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Pistacia terebinthus

Pistacia terebinthus (*)

Cladus: Eukaryota
Regnum: Plantae
Divisio: Magnoliophyta
Classis: Magnoliopsida
Ordo: Sapindales
Familia: Anacardiaceae
Genus: Pistacia
Species: Pistacia terebinthus


Pistacia terebinthus L.

Vernacular name
Ελληνικά, Κυπριακά: Πιστακία η Τερέβινθος, Αγριοτσικουδιά , Τρέμιθος, Τριμιθκιά
English: Terebinth
Français: Pistachier térébinthe
Türkçe: Menengiç


Pistacia terebinthus, known commonly as terebinth and turpentine tree, is a species of Pistacia, native to the Mediterranean region from the western regions of Morocco, Portugal and the Canary Islands, to Greece and western Turkey. In the eastern shores of the Mediterranean sea - Syria, Lebanon and Israel - a similar species, Pistacia palaestina, fills the same ecological niche as this species and is also known as terebinth.

It is a small deciduous tree or large shrub growing to 10 m tall. The leaves are compound, 10-20 cm long, odd pinnate with five to eleven opposite glossy oval leaflets, the leaflets 2-6 cm long and 1-3 cm broad. The flowers are reddish-purple, appearing with the new leaves in early spring. The fruit consists of small, globular drupes 5-7 mm long, red to black when ripe. All parts of the plant have a strong resinous smell.


John Chadwick believes that the terebinth is the plant called ki-ta-no in some of the Linear B tablets. He cites the work of a Spanish scholar, J.L. Melena, who had found "an ancient lexicon which showed that kritanos was another name for the turpentine tree, and that the Mycenaean spelling could represent a variant form of this word."[1]

The word "terebinth" is used (at least in some translations) for a tree mentioned in the Hebrew Scriptures (or Old Testament), where the Hebrew word "elah" (plural "elim") is used. This probably refers to Pistacia palaestina which is common in the area.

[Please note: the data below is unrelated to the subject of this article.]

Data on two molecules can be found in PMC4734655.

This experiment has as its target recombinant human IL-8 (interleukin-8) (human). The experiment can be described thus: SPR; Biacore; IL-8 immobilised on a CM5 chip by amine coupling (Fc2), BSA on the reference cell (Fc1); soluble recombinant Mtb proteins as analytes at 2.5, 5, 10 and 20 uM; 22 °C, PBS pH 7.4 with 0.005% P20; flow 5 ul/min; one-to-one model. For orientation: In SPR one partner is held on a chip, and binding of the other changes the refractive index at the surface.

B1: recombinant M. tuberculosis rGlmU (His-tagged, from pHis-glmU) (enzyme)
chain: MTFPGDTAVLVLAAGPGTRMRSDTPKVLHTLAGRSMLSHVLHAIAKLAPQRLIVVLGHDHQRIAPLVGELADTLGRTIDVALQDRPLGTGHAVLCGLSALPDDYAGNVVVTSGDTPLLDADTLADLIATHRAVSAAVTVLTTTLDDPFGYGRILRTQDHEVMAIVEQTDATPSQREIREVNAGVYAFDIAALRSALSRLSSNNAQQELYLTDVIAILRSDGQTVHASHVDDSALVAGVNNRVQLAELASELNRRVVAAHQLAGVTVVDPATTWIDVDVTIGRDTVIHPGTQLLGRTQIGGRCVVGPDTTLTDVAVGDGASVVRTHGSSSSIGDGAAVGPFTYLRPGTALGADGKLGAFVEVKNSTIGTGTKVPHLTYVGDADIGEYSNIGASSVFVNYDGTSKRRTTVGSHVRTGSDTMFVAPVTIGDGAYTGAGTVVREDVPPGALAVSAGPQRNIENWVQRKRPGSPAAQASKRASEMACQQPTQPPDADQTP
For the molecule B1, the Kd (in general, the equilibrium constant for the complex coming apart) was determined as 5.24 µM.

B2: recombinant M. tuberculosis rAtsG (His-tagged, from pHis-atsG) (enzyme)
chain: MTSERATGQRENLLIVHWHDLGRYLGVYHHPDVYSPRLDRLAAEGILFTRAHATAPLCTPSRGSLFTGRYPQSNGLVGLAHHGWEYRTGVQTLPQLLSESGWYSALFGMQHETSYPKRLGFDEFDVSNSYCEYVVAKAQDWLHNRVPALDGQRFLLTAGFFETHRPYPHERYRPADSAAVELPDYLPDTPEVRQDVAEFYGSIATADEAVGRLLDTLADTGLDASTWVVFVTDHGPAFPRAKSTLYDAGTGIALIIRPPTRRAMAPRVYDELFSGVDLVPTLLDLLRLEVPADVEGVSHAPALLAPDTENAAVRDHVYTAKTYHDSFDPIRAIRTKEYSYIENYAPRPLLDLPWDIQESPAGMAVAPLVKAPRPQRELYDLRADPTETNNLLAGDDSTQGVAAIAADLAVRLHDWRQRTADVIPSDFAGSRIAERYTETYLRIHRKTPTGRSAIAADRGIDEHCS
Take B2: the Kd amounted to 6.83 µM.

Terebinth from Oricum is referred to in Virgil's Aeneid, Book 10, line 136, where Ascanius in battle is compared to "ivory skilfully inlaid in [...] Orician terebinth" ("inclusum[...] Oricia terebintho [...] ebur").

Terebinth is referred to by Robin Lane Fox in Alexander the Great: "When a Persian king took the throne, he attended Pasargadae, site of King Cyrus's tomb, and dressed in a rough leather uniform to eat a ritual meal of figs, sour milk and leaves of terebinth."[2]


It is used as a source for turpentine, possibly the earliest known source. The turpentine of the terebinth is now called Chian, Scio, or Cyprian turpentine.

The fruits are used in Cyprus for baking of a specialty village bread. In Crete, where the plant is called tsikoudia, it is used to flavor the local variety of pomace brandy, also called tsikoudia. The plant is rich in tannin and resinous substances and was used for its aromatic and medicinal properties in classical Greece. A mild sweet scented gum can be produced from the bark, and galls often found on the plant are used for tanning leather. Recently an anti-inflammatory triterpene has been extracted from these galls.[3] In Turkey, where it is known as menengiç or bıttım, a coffee-like beverage known as menengiç kahvesi[4] is made from the roasted fruit and a soap[5] is made from the oil.


1. ^ John Chadwick, The Mycenaean World (Cambridge: University Press, 1976),p. 120
2. ^ Robin Lane Fox, Alexander the Great (Penguin Books, 2004), p. 273
3. ^ Giner-Larza EM et al., Anti-inflammatory triterpenes from Pistacia terebinthus galls, Planta Med. 2002 Apr;68(4):311-5. PubMed
4. ^ Kaffka Menengiç Kahvesi, Şekeroğlu Baharatçılık. Retrieved 24 May 2009.
5. ^ Bıttım Soap. Retrieved 24 May 2009.

Further reading

* Concise Oxford English Dictionary
* Rushforth, K. (1999). Trees of Britain and Europe. HarperCollins ISBN 0-00-220013-9.

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Source: Wikispecies, Wikipedia: All text is available under the terms of the GNU Free Documentation License